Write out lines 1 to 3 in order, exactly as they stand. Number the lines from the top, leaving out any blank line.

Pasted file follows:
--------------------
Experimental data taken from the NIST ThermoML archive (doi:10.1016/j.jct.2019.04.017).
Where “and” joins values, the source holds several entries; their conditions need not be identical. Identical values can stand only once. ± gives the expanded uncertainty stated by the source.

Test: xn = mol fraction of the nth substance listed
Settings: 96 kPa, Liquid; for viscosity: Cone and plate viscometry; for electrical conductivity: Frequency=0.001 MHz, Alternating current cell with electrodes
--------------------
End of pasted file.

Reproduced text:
Experimental data taken from the NIST ThermoML archive (doi:10.1016/j.jct.2019.04.017).
Where “and” joins values, the source holds several entries; their conditions need not be identical. Identical values can stand only once. ± gives the expanded uncertainty stated by the source.

Test: xn = mol fraction of the nth substance listed